All cases were subjected to the following: complete history including personal, present, past, and family history such as, age, relative consanguinity, and drug history, and clinical examination, including general such as anthropometric measurements, involving height, weight, and BMI, and local, involving cardiovascular system, central nervous system, abdominal, and chest.

Investigations: kidney functions

Blood urea and serum creatinine were assessed using the open system autoanalyzer synchron CX5 (Beckman Coulter Inc., Fullerton, California, USA)[9]. Glycated hemoglobin Alc (HbA1c) was produced by a nonenzymatic reaction between glucose and the terminal valine of the B-chain of the hemoglobin molecule[10]. Urinary albumin/creatinine ratio (ACR) was estimated by Beckman Microalbumin test kit on Synchron CX9 autoanalyzer Beckman, wherein normoalbuminuria is less than 30 mg albumin/g creatinine[11]. Estimated glomerular filtration rate (eGFR) in this study was estimated using Cockcroft–Gault formula, which in turn estimates glomerular filtration rate in ml/min. This formula expects weight to be measured in kg and creatinine to be measured in mg/dl. The resulting value is multiplied by a constant of 0.85 if the patient is female. Creatinine clearance={[(l × 40 − age)×weight]/(72 × serum creatinine)} × 0.85 (if female)[11]. Ultrasonography was done to exclude other renal diseases and hepatic patients. Serum YKL-40 level was determined by enzyme-linked immunosorbent assay (ELISA) (Molecular Devices, Sunnyvale, California, USA)[12].

Methods

A venous blood sample (8.1 ml) was withdrawn from each individual under aseptic conditions using sterile disposable syringe and then dispensed into two tubes: 4.1 ml of blood was delivered into a tube containing K-EDTA for HbA1c, and 4 ml of blood was delivered into a plain tube in which serum was separated by centrifugation on 3000 rpm for 10 min and used for assessment of renal function (urea and creatinine) and YKL-40 (by ELISA).

Urine sample

A morning urine sample and a second voided morning sample were cleanly collected. Samples contaminated with blood were excluded. Samples were centrifuged at 3000 rpm for 10 min before analysis to remove any cells or debris. This was used for estimation of ACR and for urine analysis.

Human chitinase-3-like protein 1 (YKL-40/CHI3L1; Molecular Devices) was estimated using ELISA. The median serum concentration of YKL-40 in healthy adults is 43 μg/l[1].

Test principle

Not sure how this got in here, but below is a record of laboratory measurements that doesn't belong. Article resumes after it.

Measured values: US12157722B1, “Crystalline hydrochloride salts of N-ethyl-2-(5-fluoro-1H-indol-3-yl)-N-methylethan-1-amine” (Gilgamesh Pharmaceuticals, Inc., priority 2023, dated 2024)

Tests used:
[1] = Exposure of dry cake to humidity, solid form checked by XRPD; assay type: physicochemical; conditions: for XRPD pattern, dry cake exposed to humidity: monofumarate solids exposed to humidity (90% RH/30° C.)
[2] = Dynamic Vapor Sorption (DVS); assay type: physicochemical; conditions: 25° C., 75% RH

The kit uses a double-antibody sandwich-ELISA to assay the level of human chitinase-3-like protein 1 (YKL-40/CHI3L1) in samples.

Summary of the procedures

Preparation of reagents, samples, and standards was done. Then the prepared samples and standards were placed in separated plates, and antibodies labeled with enzyme were added and left to react for 60 min at 37°C. The plates were washed five times. Then chromogen solutions A and B were added and left to react for 10 min at 37°C. Stop solution was added, and the optical density value was measured within 10 min, followed by calculations.

Statistical analysis

Results were tabulated and statistically analyzed by using a personal computer using Microsoft Excel 2016 and SPSS, version 2 (SPSS Inc., Chicago, Illinois, USA). Statistical analysis was done as follows: descriptive, for example, percentage (%), mean, and SD, and analytical, which includes χ2-test, Student's t-test, Mann–Whitney test, one-way analysis of variance test, Kruskal–Wallis test, and Pearson's correlation coefficient (r). A value of P less than 0.05 was considered statistically significant.


  Results Top


This study included 39 (52%) males (13, 15, and 11 in groups A, B and C, respectively) and 36 (48%) females (12, 10, and 14 in groups A, B, and C, respectively). In this study, the numbers of patients on oral hypoglycemic drugs were 15 in group A and 15 in group B, whereas there were 10 patients on insulin in group A and 10 patients on insulin in group B. There was no significant difference among the three groups regarding sex (P > 0.05) and drug taking (P = 1.00) [Table 1].
Table 1: Comparison between the studied groups regarding sex and drug taking

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In this study, the mean age was 57 ± 12.5 years in group A (obese patients with DN), 61.88 ± 5.88 years in group B (no-obese patients with DN), and 58.04 ± 7.91 years in group C (obese patients). There was no significant difference between three groups regarding age (P > 0.05). Regarding BMI, the mean in group A was 34.08 ± 2.43, in the group B was 22.00 ± 1.61, and in the group C was 32.44. The mean YKL-40 level in group A was 285.80 ± 67.26, in group B was 121.84 ± 36.54, and in group C was 45.68 ± 4.92. The mean range of ACR in group A was 440.48 ± 175.07, in group B was 154.56 ± 74.00, and in group C was 24.08 ± 4.36. The mean HbA1c in group A was 7.42 ± 0.73, in group B was 7.89 ± 0.94, and in group C was 5.40 ± 0.26. The mean eGFR in group A was 65.98 ± 16.68, in group B was 44.83 ± 9.15, and in C group was 101.64 ± 25. There was a highly significant difference among all groups regarding BMI, YKL-40 level, ACR, HbA1c level, and eGFR (P = 0.001 for all), whereas there were no significant differences between all groups regarding urea level (P = 0.496). However, there was a highly significant difference between all groups regarding creatinine level (P = 0.001) [Table 2].
Table 2: Comparison between the studied groups (obese + diabetic nephropathy, diabetic nephropathy, and obese) regarding age, BMI, YKL 40, albumin-creatinine ratio, glycated hemoglobin 1c, and renal function

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Moreover, this study shows that YKL-40 level was significantly positively correlated with BMI (P = 0.001, 0.005, and 0.001, respectively), creatinine level (P = 0.002, 0.001, and 0.035), ACR (P = 0.001, 0.001, and 0.001, respectively), and HbA1c (P = 0.001, 0.001, and 0.001, respectively), and negatively correlated with eGFR (P = 0.031, 0.001, and 0.038, respectively) in group A (obese patients with DN), group B (nonobese patients with DN), and group C (obese patients) [Table 3].